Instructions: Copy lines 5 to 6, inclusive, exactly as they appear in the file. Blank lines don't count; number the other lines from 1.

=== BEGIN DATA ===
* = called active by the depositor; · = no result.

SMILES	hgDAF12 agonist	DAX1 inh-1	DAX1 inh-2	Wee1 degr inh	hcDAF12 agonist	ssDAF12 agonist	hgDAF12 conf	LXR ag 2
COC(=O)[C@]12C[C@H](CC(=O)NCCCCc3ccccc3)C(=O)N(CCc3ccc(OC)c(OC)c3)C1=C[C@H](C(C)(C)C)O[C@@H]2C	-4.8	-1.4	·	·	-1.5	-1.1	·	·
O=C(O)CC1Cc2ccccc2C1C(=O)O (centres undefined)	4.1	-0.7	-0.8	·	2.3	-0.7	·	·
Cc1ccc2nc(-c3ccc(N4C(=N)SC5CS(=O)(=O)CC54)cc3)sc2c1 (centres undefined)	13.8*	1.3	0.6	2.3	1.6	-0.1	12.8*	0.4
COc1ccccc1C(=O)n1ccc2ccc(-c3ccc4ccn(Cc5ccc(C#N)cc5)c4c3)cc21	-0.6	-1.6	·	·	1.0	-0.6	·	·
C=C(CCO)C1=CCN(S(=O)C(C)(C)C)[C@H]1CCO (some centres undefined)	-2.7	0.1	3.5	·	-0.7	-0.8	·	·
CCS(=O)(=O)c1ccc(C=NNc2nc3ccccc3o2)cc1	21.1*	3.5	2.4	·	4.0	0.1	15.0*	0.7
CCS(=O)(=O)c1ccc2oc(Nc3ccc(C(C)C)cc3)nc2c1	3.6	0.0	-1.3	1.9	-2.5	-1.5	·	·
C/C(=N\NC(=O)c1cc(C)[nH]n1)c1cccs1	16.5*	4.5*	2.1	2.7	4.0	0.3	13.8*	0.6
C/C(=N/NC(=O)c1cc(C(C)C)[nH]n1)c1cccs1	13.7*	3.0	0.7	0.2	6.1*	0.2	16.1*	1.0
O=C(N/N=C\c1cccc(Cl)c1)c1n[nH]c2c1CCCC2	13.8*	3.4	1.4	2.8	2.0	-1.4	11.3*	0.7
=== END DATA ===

Cc1ccc2nc(-c3ccc(N4C(=N)SC5CS(=O)(=O)CC54)cc3)sc2c1 (centres undefined)	13.8*	1.3	0.6	2.3	1.6	-0.1	12.8*	0.4
COc1ccccc1C(=O)n1ccc2ccc(-c3ccc4ccn(Cc5ccc(C#N)cc5)c4c3)cc21	-0.6	-1.6	·	·	1.0	-0.6	·	·